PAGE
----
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Ethnic markets, a taste of home for St. Louis newcomers, bring the world home for others

This article first appeared in the St. Louis Beacon, July 13, 2010 - In a day's shopping at St. Louis' ethnic markets and bakeries, one can find a world of products -- Chinese bok choy, African Fufu (plantain) flour, Turkish coffee, Halal meat, kosher matzo, South American plantains, Mexican tamarind popsicles and Bosnian lepnja, a specialty bread. From Olive to Grand, University City to Kirkwood, ethnic markets and bakeries add spice to St. Louis' food scene.

While these items may be exotic to some St. Louisans, for others they represent a taste of home. 

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The customers "see their homeland in the brands we carry," said Suchin Prapaisilp, the owner of Global Foods Market and Jay International Food Co. "They don't mind driving 100 miles for it. First-generation immigrant customers are used to seeing the brand and recognizing the brand. They're used to that brand, so they come" to shop.

That's also the experience of John Jiang, the manager of Olive Farmer's Market. He told of customers driving all the way from Iowa to get certain delicacies. "When we opened, they were very happy because they could eat hometown food."

Many of these markets feel like outposts of their home nations. At the Europa Market, magazines with titles like Moja Tajna, Gloria, Globus, Vita, Tjestenine, Nogomet and Kvizorama overflowed a rack at the checkout. World cup soccer blasted from the African Grocery Store, and manager Fatima Kamara confessed she was ecstatic when Ghana beat the United States.

Obtaining these specialty items and brands regularly can be a struggle. At Jay International Food, manager Noy Liam, Prapaisilp's brother-in-law, spoke in front of the store's display of the many flags representing the origins of the food. "We spend a lot of time and put in a lot of effort," in getting such a wide variety of products. Liam says it took a long time to cultivate relationships with providers and they must work hard to maintain them.

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Fresh, cheap and delicious

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Despite the distance some items, the freshness often rivals, if not beats, local supermarkets and grocery stores, says customer Frank Kollinger.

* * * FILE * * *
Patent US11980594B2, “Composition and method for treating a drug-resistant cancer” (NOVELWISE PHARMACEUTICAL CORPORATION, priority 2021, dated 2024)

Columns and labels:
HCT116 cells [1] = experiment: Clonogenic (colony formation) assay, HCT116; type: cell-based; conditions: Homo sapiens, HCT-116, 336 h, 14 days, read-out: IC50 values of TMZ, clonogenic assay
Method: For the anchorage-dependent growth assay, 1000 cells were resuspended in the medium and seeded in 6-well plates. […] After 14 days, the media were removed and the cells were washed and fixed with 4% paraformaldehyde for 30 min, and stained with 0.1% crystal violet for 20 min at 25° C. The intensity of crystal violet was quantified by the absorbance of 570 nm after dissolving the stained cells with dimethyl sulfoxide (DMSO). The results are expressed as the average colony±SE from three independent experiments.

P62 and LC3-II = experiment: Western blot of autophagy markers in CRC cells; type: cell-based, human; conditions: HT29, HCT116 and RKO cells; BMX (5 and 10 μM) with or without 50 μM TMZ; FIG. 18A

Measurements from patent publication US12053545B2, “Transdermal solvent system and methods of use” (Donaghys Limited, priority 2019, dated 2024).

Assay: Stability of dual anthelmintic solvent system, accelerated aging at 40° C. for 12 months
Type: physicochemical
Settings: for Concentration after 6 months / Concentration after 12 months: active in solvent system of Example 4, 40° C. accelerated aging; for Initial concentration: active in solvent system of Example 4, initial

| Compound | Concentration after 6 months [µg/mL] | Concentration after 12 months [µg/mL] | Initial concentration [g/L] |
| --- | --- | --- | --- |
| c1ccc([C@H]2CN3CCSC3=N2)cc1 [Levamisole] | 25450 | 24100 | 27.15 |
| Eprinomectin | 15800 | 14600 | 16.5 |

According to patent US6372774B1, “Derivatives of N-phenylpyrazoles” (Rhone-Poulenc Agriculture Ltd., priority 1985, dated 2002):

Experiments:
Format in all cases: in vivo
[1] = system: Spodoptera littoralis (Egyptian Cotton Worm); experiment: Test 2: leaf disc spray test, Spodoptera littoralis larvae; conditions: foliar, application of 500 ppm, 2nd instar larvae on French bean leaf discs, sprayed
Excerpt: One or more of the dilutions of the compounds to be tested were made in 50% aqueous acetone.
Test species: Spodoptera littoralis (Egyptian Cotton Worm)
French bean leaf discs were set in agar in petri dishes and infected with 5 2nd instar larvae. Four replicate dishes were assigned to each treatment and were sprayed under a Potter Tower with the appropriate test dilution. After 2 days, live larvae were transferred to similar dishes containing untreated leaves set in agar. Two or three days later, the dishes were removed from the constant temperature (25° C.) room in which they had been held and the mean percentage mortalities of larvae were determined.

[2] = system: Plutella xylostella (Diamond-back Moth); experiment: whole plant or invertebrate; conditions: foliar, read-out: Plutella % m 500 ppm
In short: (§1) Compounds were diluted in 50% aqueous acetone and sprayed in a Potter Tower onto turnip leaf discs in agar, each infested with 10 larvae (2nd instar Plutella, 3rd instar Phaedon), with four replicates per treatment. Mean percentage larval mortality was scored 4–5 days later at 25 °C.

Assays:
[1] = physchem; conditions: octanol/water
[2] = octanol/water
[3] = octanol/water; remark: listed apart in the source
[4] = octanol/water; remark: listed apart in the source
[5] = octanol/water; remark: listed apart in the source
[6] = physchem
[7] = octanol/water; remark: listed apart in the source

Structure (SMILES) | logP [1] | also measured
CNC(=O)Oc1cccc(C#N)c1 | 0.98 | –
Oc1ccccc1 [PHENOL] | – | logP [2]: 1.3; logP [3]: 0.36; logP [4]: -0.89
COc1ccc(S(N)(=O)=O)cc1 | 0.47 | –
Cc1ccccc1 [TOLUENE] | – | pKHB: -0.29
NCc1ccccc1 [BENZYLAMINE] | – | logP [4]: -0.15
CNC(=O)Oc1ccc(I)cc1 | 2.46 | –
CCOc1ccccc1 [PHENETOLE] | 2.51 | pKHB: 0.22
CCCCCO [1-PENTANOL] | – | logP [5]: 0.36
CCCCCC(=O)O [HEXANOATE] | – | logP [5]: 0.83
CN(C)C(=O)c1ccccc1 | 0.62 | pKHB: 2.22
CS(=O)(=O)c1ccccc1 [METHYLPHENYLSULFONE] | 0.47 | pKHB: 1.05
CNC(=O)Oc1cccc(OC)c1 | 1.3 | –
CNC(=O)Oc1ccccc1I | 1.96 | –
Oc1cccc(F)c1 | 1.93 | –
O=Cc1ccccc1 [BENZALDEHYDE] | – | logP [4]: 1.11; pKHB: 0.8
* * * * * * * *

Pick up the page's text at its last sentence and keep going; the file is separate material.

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At Jay International -- one of the oldest and best known ethnic markets -- Kollinger, a regular customer, said he comes once a month to the store for the plantains and yucca, staples from his years of missionary work in the upper Amazon and Ecuador.

While deliberating over which plantain was the best in the yellow green batch, Kollinger said, "Here there are better prices and it's generally fresher than the bigger supermarkets where people [generally] don't know what the food is or how to cook it," he said.

Surrounded by fresh greens and juicy orange mangos at Jay International, Alison Liam, a worker and the wife of manager Liam, stressed the freshness and nutritional value of the foods they sell.

"Our food is better than all the fat foods that are frozen," she said. "Food here is cheaper than a hospital bill. It's healthier and tastes better."

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Some consumers warn, however, that some items are not as fresh as they could be. Check expiration dates, they suggest, or be on the lookout for freezer burn on frozen items.  

Outside the Vine, a Mediterranean cafe and grocery store, owner Ali Mohsen, emphasized his fresh, homemade food. "Our food is made fresh on a daily basis. Everything here is made from scratch."

Ditto that at Kohn's market where owner Lenny Kohn said, "Everything we make is homemade. We put a lot of attention into it." In addition, Kohn's offers a wide range of kosher products, which can be hard to find elsewhere.

Beyond the unique, homemade fresh food, many markets tout their prices. Every manager of the markets and bakeries interviewed said that customers save money by shopping at their store.